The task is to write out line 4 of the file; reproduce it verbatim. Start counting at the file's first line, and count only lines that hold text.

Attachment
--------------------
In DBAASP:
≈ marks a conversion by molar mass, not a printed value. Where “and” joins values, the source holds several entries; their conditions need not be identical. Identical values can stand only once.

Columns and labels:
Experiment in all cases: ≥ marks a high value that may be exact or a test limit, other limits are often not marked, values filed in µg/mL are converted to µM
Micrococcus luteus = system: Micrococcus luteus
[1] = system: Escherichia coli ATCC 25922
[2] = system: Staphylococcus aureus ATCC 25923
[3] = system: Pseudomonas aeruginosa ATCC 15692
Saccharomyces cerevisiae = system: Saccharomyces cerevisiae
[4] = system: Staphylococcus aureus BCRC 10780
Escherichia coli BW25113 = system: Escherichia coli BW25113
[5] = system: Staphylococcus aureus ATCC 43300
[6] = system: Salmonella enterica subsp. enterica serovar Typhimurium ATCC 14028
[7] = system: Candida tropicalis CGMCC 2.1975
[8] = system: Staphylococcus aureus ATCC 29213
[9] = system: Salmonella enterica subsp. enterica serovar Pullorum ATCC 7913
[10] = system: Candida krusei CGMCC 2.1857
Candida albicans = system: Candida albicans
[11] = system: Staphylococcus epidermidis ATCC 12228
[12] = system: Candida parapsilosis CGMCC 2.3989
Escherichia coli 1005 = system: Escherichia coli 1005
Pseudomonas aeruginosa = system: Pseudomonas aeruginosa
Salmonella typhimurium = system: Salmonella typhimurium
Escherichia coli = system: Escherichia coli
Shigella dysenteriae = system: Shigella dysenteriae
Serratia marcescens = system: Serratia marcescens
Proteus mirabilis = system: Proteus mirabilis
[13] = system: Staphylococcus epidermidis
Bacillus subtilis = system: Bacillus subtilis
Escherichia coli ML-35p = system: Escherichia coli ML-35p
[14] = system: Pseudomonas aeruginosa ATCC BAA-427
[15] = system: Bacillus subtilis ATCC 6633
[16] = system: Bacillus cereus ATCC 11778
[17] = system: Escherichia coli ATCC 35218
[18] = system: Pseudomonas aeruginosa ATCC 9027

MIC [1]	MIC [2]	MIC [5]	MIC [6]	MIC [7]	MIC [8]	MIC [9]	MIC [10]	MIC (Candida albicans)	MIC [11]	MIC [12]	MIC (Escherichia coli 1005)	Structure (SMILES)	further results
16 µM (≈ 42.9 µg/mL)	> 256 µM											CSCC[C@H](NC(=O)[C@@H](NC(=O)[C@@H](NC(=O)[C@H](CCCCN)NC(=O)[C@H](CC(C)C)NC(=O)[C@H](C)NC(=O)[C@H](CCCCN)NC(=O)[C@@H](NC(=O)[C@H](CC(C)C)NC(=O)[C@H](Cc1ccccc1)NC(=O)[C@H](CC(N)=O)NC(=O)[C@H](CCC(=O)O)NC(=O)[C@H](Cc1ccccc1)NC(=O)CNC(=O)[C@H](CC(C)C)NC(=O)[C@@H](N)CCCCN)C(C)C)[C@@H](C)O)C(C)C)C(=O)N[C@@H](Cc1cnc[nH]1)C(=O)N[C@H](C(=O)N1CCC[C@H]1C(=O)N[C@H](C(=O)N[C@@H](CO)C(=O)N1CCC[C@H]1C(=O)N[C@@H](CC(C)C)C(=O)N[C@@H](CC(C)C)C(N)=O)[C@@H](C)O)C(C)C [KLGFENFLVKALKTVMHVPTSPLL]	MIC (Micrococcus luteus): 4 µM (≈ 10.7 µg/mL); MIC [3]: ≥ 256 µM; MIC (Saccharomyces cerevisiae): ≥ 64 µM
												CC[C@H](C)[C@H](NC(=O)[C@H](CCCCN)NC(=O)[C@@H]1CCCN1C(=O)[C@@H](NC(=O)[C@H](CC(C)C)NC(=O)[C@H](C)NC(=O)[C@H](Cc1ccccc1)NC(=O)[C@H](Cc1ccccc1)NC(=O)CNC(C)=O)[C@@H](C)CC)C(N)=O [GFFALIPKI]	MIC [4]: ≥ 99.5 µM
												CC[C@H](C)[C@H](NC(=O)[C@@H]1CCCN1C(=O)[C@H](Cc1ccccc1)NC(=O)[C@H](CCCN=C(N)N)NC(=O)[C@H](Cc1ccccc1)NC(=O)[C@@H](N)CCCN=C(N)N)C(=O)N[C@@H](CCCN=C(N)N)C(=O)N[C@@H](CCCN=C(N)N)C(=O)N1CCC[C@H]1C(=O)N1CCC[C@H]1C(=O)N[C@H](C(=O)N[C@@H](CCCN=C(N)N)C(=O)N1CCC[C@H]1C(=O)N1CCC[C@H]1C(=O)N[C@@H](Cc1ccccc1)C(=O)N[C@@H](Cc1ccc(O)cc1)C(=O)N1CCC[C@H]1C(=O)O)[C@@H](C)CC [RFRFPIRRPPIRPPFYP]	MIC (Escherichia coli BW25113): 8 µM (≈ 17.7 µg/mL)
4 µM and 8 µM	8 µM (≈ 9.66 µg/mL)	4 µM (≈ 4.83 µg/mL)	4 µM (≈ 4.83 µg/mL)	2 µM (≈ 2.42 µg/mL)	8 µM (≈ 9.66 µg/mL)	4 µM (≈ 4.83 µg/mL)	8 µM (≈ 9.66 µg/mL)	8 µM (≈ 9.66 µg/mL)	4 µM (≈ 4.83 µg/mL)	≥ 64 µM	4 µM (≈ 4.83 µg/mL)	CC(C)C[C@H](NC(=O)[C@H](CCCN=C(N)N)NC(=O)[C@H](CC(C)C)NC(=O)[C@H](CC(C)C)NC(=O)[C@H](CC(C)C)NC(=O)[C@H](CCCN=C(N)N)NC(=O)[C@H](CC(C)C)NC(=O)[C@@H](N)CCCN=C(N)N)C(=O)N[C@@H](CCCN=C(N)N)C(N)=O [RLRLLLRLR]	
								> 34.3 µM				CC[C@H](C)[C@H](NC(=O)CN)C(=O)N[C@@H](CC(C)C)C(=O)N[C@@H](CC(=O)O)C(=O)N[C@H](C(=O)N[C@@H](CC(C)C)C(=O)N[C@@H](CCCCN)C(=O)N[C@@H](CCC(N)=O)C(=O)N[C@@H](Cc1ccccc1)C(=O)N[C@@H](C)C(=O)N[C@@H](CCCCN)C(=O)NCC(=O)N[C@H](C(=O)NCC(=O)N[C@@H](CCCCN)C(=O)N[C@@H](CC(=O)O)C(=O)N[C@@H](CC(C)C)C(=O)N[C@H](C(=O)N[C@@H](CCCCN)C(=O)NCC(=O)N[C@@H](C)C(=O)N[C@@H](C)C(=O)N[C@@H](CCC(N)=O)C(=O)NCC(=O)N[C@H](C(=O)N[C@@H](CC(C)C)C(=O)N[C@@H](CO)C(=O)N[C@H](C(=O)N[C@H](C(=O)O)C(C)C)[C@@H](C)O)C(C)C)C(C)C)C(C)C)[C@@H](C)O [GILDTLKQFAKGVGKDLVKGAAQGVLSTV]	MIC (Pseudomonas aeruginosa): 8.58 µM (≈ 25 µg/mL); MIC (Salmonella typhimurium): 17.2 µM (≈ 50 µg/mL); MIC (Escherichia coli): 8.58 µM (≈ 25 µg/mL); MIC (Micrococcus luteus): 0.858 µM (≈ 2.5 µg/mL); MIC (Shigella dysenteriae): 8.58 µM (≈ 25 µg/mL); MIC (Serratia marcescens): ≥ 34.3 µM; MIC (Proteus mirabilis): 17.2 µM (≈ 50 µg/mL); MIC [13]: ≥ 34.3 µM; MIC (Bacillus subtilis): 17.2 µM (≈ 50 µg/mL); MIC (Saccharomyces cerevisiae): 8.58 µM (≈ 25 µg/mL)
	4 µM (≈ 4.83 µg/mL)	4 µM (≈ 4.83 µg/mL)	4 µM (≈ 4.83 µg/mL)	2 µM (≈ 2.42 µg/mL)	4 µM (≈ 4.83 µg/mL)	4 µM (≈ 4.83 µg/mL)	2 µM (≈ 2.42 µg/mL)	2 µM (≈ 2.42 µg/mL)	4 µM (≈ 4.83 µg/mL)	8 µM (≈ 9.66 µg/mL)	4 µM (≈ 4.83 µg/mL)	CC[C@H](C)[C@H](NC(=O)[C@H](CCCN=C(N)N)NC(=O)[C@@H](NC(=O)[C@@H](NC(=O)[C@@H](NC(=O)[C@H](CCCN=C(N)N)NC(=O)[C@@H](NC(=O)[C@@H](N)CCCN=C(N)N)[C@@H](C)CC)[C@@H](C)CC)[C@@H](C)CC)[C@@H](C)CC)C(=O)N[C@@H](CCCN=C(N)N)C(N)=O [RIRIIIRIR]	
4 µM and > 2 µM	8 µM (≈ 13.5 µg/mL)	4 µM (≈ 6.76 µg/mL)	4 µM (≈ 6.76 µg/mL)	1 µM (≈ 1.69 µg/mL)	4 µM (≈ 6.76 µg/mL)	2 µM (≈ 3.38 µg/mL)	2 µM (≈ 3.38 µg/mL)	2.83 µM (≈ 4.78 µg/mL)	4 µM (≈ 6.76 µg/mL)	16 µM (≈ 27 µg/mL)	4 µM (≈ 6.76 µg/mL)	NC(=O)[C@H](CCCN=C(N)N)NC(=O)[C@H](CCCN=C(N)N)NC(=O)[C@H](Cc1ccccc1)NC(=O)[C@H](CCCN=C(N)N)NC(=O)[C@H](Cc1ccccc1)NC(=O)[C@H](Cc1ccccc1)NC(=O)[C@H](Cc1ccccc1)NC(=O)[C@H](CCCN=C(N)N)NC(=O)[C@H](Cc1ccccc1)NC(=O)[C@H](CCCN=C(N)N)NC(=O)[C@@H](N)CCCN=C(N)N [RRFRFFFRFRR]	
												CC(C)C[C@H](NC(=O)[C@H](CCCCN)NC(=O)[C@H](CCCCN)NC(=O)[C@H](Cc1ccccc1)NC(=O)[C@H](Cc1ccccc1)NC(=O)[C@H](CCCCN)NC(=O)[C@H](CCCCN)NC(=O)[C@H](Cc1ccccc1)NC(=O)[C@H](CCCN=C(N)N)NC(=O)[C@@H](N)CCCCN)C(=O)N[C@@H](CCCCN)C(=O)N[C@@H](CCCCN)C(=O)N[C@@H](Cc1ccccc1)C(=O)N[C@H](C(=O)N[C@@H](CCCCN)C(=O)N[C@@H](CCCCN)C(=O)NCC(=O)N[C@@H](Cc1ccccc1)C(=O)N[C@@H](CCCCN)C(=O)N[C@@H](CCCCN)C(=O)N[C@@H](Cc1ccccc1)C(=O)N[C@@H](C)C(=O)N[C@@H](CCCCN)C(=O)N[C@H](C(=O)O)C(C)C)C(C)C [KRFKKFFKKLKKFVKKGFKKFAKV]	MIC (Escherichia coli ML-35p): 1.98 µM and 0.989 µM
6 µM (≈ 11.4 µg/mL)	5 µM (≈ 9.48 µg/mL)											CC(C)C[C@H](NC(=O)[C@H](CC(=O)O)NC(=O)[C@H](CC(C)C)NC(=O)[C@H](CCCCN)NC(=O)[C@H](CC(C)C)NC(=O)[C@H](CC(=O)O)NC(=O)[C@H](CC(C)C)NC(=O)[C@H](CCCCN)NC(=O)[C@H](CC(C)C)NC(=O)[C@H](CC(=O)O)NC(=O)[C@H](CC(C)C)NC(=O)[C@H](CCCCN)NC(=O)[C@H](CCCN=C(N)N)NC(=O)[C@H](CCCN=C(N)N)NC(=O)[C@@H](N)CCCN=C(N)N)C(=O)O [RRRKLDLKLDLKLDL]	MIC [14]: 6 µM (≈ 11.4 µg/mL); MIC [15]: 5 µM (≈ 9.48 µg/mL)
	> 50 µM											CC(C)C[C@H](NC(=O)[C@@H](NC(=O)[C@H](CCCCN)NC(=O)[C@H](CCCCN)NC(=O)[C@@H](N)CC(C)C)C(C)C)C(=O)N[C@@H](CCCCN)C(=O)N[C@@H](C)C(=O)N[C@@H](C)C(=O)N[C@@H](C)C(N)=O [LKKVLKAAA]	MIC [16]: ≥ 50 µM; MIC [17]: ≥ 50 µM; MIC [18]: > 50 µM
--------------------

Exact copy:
Experiment in all cases: ≥ marks a high value that may be exact or a test limit, other limits are often not marked, values filed in µg/mL are converted to µM